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Climate change: Unpacking the burden on food safety












FAO. 2020. Climate change: Unpacking the burden on food safety. Food safety and quality series No. 8. Rome.




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    Presentation
    The impact of climate change on food safety, 17 November 2020 2020
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    The presentation highlights the key messages from the FAO publication, Climate change: Unpacking the burden on food safety. Climate change is associated with rising temperatures, droughts, wildfires as well as the amplification and increased frequency of extreme weather events like hurricanes. These changes have implications for food safety and food security. However, while climate change impacts on food security are well-known, the implications for food safety have received less attention. To address this, a document, Climate change: Unpacking the burden on food safety, was recently published by FAO which identified some anticipated and current food safety issues that are associated with various climate change-related environmental factors. Apart from raising awareness of the issue, the objective of the publication was also to help foster better international cooperation in reducing the global burden of these concerns.
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    Article
    Making food systems more resilient to food safety risks by including artificial intelligence, big data, and internet of things into food safety early warning and emerging risk identification tools 2024
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    To enhance the resilience of food systems to food safety risks, it is vitally important for national authorities and international organizations to be able to identify early signals of emerging food safety risks and to provide early warning in a timely manner. This review provides an overview of existing and experimental applications of artificial intelligence (AI), big data, and internet of things tools and methods as part of early warning and emerging risk identification in the food safety domain. There is an ongoing rapid development of systems fed by numerous, real-time, and diverse data with the aim of early warning and identification of emerging food safety risks. The suitability of big data and AI to support such systems is illustrated by two cases in which climate change drives the emergence of risks, namely, harmful algal blooms affecting seafood and fungal growth and mycotoxin formation in crops. Automation and machine learning are crucial for the development of future real-time food safety risk early warning systems. Although these developments and tools increase the feasibility and effectiveness of prospective early warning and emerging risk identification, their implementation may prove challenging, particularly for low- and middle-income countries due to low connectivity and data availability. It is advocated to overcome these challenges by improving the capability and capacity of national authorities, as well as by enhancing their collaboration with the private sector and international organizations.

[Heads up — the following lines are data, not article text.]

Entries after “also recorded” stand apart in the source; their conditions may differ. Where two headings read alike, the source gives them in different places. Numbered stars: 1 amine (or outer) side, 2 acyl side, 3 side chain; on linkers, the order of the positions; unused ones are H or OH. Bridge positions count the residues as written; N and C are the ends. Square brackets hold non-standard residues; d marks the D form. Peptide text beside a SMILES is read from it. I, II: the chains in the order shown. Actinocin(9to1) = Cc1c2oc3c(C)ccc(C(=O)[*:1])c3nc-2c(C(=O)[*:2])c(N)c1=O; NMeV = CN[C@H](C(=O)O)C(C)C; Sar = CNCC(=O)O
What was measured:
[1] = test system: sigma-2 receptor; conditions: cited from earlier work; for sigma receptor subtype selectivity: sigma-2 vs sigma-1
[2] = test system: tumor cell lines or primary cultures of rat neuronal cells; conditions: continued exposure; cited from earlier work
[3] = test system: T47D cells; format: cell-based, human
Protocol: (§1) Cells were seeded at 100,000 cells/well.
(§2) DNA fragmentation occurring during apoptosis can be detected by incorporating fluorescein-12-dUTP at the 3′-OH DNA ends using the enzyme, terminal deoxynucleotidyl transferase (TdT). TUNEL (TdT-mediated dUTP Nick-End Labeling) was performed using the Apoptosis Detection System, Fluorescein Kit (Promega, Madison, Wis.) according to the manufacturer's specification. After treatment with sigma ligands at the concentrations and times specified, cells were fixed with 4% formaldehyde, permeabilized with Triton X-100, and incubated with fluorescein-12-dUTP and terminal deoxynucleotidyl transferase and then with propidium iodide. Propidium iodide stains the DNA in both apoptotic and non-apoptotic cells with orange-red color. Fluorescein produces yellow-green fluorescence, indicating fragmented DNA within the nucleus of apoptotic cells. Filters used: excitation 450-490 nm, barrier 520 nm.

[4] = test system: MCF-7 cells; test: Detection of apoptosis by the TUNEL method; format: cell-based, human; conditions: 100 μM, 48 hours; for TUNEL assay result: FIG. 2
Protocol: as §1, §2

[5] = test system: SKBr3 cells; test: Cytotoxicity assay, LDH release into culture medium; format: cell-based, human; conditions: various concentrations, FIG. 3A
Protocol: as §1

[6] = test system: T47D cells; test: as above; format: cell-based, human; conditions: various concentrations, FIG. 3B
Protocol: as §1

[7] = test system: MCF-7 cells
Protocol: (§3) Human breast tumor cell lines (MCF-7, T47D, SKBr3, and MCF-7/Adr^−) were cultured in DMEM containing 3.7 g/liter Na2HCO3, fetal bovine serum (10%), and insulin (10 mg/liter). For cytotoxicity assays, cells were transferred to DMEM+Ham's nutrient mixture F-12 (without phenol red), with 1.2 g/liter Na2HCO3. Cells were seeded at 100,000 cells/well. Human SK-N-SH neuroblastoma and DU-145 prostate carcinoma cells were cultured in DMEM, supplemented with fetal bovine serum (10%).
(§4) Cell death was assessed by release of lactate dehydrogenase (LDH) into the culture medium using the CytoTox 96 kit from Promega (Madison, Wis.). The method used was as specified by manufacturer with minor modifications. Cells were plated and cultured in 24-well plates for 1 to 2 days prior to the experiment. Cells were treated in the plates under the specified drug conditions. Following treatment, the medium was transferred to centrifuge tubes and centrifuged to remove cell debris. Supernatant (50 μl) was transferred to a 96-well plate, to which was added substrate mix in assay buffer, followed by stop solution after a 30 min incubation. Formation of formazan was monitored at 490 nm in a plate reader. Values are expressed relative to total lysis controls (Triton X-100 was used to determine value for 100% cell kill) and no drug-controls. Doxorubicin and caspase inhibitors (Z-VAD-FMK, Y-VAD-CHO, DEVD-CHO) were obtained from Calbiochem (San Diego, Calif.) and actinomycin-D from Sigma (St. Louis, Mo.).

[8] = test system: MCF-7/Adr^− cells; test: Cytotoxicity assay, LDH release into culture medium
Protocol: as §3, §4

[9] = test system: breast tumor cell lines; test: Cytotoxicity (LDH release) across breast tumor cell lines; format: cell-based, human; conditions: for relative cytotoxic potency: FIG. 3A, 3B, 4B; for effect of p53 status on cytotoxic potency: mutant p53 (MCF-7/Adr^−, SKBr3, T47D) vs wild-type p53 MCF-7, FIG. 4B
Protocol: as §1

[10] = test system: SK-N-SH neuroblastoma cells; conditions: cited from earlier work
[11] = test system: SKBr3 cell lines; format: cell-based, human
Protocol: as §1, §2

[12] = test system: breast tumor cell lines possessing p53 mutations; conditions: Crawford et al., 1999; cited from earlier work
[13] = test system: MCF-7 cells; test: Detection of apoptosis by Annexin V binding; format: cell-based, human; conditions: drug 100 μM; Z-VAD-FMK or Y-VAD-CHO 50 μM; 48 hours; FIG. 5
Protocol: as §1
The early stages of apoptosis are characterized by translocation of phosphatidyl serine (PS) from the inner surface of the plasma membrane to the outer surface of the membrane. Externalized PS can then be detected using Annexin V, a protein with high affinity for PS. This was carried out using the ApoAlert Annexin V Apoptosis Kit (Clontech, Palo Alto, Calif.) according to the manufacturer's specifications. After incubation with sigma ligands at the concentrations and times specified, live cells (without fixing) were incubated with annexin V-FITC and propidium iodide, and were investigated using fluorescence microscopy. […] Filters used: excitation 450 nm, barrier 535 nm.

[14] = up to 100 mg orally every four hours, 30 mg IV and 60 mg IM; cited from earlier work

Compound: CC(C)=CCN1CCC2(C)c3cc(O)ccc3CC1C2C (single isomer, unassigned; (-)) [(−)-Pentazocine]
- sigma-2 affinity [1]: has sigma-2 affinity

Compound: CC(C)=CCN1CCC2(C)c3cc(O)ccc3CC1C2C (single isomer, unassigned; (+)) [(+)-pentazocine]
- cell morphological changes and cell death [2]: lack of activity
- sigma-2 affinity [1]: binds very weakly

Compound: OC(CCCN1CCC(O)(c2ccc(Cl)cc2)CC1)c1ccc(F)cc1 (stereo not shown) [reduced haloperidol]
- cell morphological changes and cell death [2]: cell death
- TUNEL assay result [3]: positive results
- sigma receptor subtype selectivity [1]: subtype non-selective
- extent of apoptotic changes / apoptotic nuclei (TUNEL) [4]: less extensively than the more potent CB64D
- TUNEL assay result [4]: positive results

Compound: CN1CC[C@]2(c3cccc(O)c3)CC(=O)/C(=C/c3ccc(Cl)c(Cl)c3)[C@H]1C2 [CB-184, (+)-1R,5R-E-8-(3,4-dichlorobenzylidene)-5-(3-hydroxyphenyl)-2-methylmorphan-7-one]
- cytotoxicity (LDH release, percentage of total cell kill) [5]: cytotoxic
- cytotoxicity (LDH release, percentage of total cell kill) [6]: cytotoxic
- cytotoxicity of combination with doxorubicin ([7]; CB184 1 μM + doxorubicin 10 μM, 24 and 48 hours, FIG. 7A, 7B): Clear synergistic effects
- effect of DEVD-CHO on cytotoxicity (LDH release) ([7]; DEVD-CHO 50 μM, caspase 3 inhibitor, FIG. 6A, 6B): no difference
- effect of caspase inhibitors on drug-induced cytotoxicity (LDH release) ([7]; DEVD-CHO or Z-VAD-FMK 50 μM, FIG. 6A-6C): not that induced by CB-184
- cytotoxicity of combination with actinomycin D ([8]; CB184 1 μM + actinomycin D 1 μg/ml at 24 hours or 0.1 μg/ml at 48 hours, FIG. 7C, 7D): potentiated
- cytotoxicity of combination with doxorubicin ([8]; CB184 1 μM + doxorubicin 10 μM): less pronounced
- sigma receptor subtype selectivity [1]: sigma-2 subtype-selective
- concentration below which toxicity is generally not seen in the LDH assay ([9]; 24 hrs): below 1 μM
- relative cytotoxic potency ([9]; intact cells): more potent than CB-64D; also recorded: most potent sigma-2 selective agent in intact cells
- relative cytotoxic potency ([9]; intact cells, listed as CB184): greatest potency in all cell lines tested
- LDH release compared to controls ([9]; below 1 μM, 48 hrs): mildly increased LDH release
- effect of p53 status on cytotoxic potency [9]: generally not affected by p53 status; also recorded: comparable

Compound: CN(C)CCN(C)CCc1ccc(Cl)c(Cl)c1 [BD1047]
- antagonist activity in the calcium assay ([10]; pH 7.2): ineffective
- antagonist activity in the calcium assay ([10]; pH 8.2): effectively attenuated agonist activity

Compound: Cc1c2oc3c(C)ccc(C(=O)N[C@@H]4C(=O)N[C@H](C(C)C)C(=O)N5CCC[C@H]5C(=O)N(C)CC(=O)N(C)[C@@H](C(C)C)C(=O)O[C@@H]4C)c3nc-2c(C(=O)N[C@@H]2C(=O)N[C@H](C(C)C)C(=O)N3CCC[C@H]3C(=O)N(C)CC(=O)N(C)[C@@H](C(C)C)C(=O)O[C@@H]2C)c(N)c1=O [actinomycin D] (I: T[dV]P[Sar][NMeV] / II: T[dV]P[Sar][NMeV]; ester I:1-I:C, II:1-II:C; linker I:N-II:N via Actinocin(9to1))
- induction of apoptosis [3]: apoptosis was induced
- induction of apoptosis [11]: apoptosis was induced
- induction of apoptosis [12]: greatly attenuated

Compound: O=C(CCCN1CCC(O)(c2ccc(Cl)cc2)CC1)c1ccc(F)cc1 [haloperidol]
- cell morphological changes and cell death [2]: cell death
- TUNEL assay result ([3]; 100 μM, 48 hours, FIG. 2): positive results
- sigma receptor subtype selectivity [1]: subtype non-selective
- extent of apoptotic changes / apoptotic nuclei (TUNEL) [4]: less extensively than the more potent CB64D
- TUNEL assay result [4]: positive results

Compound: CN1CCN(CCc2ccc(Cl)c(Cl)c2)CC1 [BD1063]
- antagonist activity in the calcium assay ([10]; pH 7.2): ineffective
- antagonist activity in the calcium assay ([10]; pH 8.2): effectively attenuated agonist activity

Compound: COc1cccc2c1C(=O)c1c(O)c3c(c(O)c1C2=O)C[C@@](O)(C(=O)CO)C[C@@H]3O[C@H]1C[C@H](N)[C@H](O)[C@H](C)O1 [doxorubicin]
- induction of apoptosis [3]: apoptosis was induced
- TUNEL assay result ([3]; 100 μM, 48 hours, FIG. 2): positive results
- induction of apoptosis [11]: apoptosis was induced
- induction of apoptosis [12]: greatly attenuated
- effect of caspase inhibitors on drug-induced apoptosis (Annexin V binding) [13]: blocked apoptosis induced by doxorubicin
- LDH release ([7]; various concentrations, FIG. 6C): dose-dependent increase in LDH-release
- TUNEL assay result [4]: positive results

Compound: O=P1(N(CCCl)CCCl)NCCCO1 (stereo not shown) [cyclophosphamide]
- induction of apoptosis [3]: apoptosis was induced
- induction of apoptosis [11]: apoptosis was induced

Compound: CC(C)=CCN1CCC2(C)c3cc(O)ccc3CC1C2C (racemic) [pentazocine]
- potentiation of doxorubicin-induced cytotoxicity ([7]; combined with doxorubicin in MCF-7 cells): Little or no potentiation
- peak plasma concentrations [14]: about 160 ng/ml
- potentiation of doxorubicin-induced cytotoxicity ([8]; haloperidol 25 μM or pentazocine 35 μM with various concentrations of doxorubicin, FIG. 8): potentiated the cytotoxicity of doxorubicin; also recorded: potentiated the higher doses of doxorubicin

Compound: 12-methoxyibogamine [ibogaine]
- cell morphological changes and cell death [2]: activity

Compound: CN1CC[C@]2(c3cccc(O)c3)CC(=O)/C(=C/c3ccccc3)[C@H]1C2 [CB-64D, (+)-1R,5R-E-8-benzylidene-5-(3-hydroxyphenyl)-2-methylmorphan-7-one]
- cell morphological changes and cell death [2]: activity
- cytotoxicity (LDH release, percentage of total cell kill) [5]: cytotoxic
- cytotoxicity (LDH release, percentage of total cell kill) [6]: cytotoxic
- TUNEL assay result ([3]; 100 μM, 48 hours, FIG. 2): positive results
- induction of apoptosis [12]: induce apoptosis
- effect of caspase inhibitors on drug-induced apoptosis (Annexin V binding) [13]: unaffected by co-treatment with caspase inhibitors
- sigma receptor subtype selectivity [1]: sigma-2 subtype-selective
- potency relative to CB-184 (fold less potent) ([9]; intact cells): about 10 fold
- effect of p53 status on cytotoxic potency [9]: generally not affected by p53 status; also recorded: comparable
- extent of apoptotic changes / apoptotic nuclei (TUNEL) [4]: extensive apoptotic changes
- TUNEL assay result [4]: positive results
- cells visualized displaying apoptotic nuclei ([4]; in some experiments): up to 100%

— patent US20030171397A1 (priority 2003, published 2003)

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    Book (series)
    Joint FAO-IOC-IAEA technical guidance for the implementation of early warning systems for harmful algal blooms 2023
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    Globally, there are 3 400 to 4 000 described species of marine microalgae but only 1 to 2 percent are considered to be harmful. Harmful algal blooms (HABs) have significant impacts on food safety and security through contamination or mass mortalities of aquatic organisms. The impacts and mass mortalities of marine species caused by harmful algae are not new and have been recorded for decades. However, there is growing concern that these events will increase due to accelerating global warming, climate change and anthropogenic activities. Indeed, if not properly controlled, aquatic products contaminated with HAB biotoxins are responsible for potentially deadly foodborne diseases and when rapidly growing, HAB consequences include reduced dissolved oxygen in the ocean, dead zones, and mass mortalities of aquatic organisms. Improving HAB forecasting is an opportunity to develop early warning systems for HAB events such as food contamination, mass mortalities, or foodborne diseases. Surveillance systems have been developed to monitor HABs in many countries; however, the lead-time or the type of data (i.e. identification at the species-level, determination of toxicity) may not be sufficient to take effective action for food safety management measures or other reasons, such as transfer of aquaculture products to other areas. Having early warning systems could help mitigate the impact of HABs and reduce the occurrence of HAB events. The Joint FAO-IOC-IAEA technical guidance for the implementation of early warning systems (EWS) for HABs will guide competent authorities and relevant institutions involved in consumer protection or environmental monitoring to implement early warning systems for HABs present in their areas (marine and brackish waters), specifically those affecting food safety or food security (benthic HABs, fish-killing HABs, pelagic toxic HABs, and cyanobacteria HABs). The guidance provides a roadmap for stakeholders on how to improve or implement an EWS for HABs and biotoxins, where appropriate. It is important to note that not all countries and institutions can implement the same level of EWS for HABs, and this guidance is intended mainly for those who seek to broaden existing early warning systems, or who are just beginning to consider putting a system in place.

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